Dan has written a few posts recently (here, here, here, here) on how the semiconductor industry is adjusting to changing needs for their technology as the world becomes more wired (the internet of things). That got me thinking a little bit about the hype versus reality of some of the examples we’re already seeing in our daily lives on the product front (not the microchip inside), and what that means for investing in some of these big ideas.
Let’s start with the artificial intelligence space. This may seem like a futuristic concept many years away, but believe me, you are already seeing it in your daily life. The problem is what you’re seeing kind of sucks. The two biggest examples in my daily life are Siri on my iPhone and Amazon’s Alexa on my Fire TV. Both are kind of useless apart from very specific instructions like “Call Dan” or “play The Clash” on Siri, and “What’s the weather today?” on Amazon Echo/Alexa.
The reason for this is there are so many working parts to what’s going on when you speak to a computer. It’s such a massive leap in computing interaction that it makes Google’s first search engine seem quaint. Think about Google’s first version of their search engine. It simply scanned the internet based on your search words, and ranked results (sites) based on how popular they were (the main part of the algorithm was how many other sites linked to that site). This simple idea was a massive leap forward in our access to information and has changed the world in unimaginable ways.
Now think about what happens when you speak to Amazon Echo or Siri. First, it has to recognize what you are saying, which is no easy task with your accent, the way you phrased your instruction and any background noise. It then has to decide exactly what you want and deliver. If it is unsure, it then has to ask you questions to get to what you are looking for. This usually ends up in you wanting to throw your phone. Traditional internet search never had this problem because the interface is so different. When you do a Google search it gives you pages and pages of results. Your eyes quickly scan those pages to find exactly what you’re looking for. If you can’t find it you change your search to get slightly different results which hopefully now contains what you were looking for. Basically, you are doing a lot of the work for your search engine. And you’re doing it way faster than you probably realize because you’ve adjusted the way you think to make your experience with the search engine better (e.g. you don’t “ask” it questions, you know how to phrase searches to maximize your chances of finding what you’re looking for.)
Obviously Google has done a lot of work to meet you in the middle. But pat yourself on the back too whenever you do the perfect search and get the result you were looking for to the top of the first page. That wasn’t just Google’s algorithm.
But now go back to Siri and Alexa and think about how much harder their job is. And the issue is we’re now expecting this next leap overnight, and we’re really rushing products into this space with an expectation that this will be a quick process. This is fine if you’re talking to your thermostat or lights, but when it comes to your car being controlled by artificial intelligence things start to get a little more real. Basically what I’m saying is the real world is complicated, and humans don’t realize how smart we are (and always will be?) compared to computers.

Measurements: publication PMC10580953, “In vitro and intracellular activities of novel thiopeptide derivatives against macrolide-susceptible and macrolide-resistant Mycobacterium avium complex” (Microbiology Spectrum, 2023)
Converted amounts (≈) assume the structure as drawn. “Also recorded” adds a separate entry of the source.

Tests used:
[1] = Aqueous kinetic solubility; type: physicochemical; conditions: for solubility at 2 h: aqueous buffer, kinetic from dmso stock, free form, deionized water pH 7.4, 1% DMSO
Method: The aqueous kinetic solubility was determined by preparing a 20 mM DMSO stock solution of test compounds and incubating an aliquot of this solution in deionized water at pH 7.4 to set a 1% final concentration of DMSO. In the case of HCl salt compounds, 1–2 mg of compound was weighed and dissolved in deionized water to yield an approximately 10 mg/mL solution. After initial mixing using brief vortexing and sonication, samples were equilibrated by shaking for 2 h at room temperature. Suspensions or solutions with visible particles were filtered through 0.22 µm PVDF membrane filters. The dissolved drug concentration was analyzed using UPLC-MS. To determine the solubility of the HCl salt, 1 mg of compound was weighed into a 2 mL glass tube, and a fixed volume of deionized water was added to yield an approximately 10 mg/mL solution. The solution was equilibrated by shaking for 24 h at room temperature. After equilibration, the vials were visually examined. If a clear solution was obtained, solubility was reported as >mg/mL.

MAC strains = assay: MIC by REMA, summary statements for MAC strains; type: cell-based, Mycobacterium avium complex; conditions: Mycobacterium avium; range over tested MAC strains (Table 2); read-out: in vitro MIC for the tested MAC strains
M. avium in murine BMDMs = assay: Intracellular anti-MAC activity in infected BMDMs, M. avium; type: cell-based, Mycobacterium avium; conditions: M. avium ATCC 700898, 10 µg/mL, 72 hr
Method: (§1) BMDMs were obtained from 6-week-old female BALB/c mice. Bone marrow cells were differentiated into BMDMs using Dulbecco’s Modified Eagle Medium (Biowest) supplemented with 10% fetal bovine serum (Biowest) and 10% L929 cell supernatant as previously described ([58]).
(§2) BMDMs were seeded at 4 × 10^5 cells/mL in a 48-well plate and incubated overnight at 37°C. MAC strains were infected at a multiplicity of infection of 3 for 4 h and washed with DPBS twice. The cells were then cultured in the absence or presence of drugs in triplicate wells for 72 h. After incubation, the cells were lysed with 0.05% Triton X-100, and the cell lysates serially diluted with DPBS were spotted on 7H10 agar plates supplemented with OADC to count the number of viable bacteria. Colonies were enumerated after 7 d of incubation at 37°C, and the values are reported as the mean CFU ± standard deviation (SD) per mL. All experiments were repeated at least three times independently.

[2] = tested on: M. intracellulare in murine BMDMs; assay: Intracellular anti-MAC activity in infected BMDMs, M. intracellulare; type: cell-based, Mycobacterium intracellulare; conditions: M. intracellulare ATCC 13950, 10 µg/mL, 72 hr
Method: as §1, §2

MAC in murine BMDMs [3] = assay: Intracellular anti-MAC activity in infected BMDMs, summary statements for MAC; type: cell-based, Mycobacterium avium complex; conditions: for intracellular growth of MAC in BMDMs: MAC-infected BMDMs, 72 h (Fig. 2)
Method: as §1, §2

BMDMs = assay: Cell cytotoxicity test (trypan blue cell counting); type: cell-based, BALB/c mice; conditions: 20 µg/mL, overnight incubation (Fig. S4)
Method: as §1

Think about coming to a 4 way stop sign, and all the nods and eye contact that happens between drivers. Now re-read an article hyping Tesla/Uber/Google/Apple self driving cars taking over the roads. Remember that this doesn’t just happen overnight. Like one morning we all wake up and every car on the road is driver-less. So now go back to that 4 way stop sign. What the hell happens when 4 cars arriving essentially at the same time and one’s an empty driver-less car? I assume after the first couple of crashes the humans just let the empty car go through. Are we gonna let robots win that easily? Let’s at least put up a fight like Terminator 🙂
So my point is a lot of the hype of these technologies gets way ahead of the reality of our lives. And AI in particular seems way ahead of the reality of how smart humans actually are. Google search is simply a tool that humans, much smarter than the computer itself, figured out effective ways to put to use. Making the leap to where computers are doing that work for us like navigating complicated roads with humans in other cars, and speaking to us in any complicated way? That’s a much bigger leap than you’re being led to believe.
All of this will happen eventually. It always does given infinite time. But for investing in some of these ideas, there’s a reason why there’s more of a frenzy around microchips powering these products that the consumer products themselves. Smart money figured out that the chips were in demand, regardless of how crappy or good the product they’re going in were.
As far as who I’d bet my money on the long term winner in Artificial Intelligence? I forgot to mention the other example of AI in my daily life. That’s the Google app on my iPhone. I find it head and shoulders more useful than anything Siri or Alexa can do. And the reason for that is Google has been collecting all that help you smart humans have been giving them all these years. They’ve forgotten more about us than Apple, Tesla, Facebook and Amazon could ever learn. It will be hard for other companies in this space to ever catch up with that kind of data accumulation and my bet is on Google intelligence powering most of your favorite smart devices in the future.
Today, Google announced a whole new line-up of devices in that vein (phone, connected home etc.) but we’re still sort of in the “OK Google, what’s the weather today?” phase on all of this.